Dark times

And it’s also no joke. Moreno has received “a lot” of death threats. “I think this is a sign of the dark times for scientists because in reality I am not the only scientist to receive death threats.” It has happened to many colleagues involved in work on climate change, he explains. “Some people, in reality, don’t have limits.”

Even when not malign, the misrepresentation of 15-minute cities goes against what Moreno has explicitly put on record. In his Ted talk, he insisted: “Don’t get me wrong: I’m not angling for cities to become rural hamlets. The urban life is vibrant and creative; cities are places of economic dynamism and innovation. But we need to make urban life more pleasant, agile, healthy and flexible. To do so we need to make sure everyone – and I mean everyone – those living downtown and those living at the fringes – have access to all key services within proximity.”

This is an important point, he tells ITS International. “A lot of people have said that this is a return to the village of the 19th century - but I have said that the 15-minute city is not a collection of rural hamlets.”

Communications – particularly the internet – means there is no comparison in the 21st century. “With the 15-minute city we wanted to reconcile our capabilities for reducing our CO2 footprint – and for that we need to reduce the long commute in the individual car.”

Greater proximity

Also, cities need to optimise the use of existing infrastructure, particularly buildings, Moreno says, so that they have more than one purpose. “At the same time, we need to have a multi-connected city: we need to use the new technologies for developing more proximities,” he adds. “Proximity in cities is not only [about] the shortest distances. That is a big difference with the last century: there are lots of new kinds of proximity. For example, I could be in my home and have a nicer, greater proximity with friends who live in São Paulo or in Bogotá or New York. This is not a physical proximity but we have completely digital opportunities for creating activities or exploring convergences.”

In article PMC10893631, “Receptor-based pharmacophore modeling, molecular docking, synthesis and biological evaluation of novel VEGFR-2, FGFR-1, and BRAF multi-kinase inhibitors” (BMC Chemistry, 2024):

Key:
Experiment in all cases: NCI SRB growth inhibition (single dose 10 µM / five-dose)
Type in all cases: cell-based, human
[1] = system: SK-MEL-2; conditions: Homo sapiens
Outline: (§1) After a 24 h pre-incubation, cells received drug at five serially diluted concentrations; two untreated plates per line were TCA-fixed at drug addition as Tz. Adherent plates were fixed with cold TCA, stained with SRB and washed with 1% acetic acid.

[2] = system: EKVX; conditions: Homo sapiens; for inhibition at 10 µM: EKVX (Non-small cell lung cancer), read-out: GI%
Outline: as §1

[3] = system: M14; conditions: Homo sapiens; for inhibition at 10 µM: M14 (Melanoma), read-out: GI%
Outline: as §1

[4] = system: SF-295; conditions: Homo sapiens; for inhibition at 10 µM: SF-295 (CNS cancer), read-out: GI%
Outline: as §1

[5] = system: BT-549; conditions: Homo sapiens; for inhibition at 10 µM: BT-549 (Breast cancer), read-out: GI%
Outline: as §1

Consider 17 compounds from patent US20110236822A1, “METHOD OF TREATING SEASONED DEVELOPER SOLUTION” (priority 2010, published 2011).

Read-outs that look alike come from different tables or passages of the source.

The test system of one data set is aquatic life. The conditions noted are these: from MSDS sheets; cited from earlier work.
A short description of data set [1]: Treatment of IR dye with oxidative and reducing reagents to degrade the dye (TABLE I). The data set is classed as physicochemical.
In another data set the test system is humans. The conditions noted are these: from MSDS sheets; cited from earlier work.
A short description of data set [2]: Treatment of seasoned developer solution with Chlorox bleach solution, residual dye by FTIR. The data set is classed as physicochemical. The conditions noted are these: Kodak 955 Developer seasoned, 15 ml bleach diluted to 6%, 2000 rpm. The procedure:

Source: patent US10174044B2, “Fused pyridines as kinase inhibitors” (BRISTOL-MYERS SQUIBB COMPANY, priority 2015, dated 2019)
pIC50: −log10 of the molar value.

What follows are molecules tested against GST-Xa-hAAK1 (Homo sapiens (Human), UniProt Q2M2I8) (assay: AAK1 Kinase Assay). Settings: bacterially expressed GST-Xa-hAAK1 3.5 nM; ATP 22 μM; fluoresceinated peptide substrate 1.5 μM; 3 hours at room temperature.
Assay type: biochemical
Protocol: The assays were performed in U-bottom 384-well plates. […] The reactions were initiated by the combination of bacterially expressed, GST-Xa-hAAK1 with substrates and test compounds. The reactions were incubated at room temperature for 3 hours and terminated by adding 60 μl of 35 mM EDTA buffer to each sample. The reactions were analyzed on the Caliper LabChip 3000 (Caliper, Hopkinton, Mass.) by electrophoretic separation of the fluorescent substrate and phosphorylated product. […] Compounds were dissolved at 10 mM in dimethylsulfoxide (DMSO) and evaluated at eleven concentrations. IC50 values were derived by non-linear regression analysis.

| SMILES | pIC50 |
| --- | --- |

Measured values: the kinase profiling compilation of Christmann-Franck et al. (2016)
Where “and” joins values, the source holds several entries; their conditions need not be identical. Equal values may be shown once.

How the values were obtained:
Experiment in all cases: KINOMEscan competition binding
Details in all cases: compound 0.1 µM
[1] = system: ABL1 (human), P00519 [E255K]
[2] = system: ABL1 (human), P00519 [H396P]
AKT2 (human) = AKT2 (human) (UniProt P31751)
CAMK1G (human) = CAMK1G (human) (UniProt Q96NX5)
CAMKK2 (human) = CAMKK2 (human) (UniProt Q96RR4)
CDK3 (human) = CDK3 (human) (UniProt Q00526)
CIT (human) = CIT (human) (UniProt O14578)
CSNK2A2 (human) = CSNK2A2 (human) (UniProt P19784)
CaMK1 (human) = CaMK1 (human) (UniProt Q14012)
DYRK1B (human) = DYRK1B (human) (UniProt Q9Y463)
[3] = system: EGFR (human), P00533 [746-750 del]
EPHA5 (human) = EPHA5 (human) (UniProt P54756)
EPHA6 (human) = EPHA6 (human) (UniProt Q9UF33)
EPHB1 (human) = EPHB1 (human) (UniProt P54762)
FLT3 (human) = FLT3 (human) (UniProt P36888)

The 15-minute city is also an opportunity for looking at hybrid forms of working. At one level this means interacting with public spaces, commerce and jobs in your area – and at the other, using digital technology to create new economic and other opportunities which require you to travel less.

That said, it won’t be possible (or even desirable) for everyone to switch to a job which enables a digital – rather than physical – presence. But Moreno cites a Boston Consulting Group survey which found that 68% of workers who could not work remotely “considered that a long daily commute is one of the most relevant factors in the degradation of the quality of life”.

A proportion of people will always need to commute, says Moreno: “In that case, we could offer better quality of services for people using public transportation.”

Paris is perhaps one example of somewhere on its way to being a 15-minute city – not least due to the political will of the city’s mayor Anne Hidalgo – but Moreno is confident that there are others, particularly within the C40 cities group, an international network of city mayors who emphasise sustainability.

In Italy, he sees Milan, Rome and Bologna as “totally committed” to the concept, along with Barcelona (with its ‘superblocks’) and Valencia in Spain, Lisbon in Portugal, Seoul in South Korea, Chengdu in China, Buenos Aires in Argentina and Bogotá in Moreno’s birth country of Colombia – not to mention Seattle and Colombus in the US, and Montreal in Canada. Moreno also namechecks the Scottish government’s support for a ‘20-minute neighbourhoods’ policy to alleviate climate change.

Covid-19 has proved, worldwide, that it’s possible for many of us to change our work-style – and Moreno says people have found “new useful time” as a result.

“A lot of people have discovered the benefits of the reduction of a long daily commute,” he suggests, “finding one or two more useful hours for increasing the personal, individual or social or family quality of life”.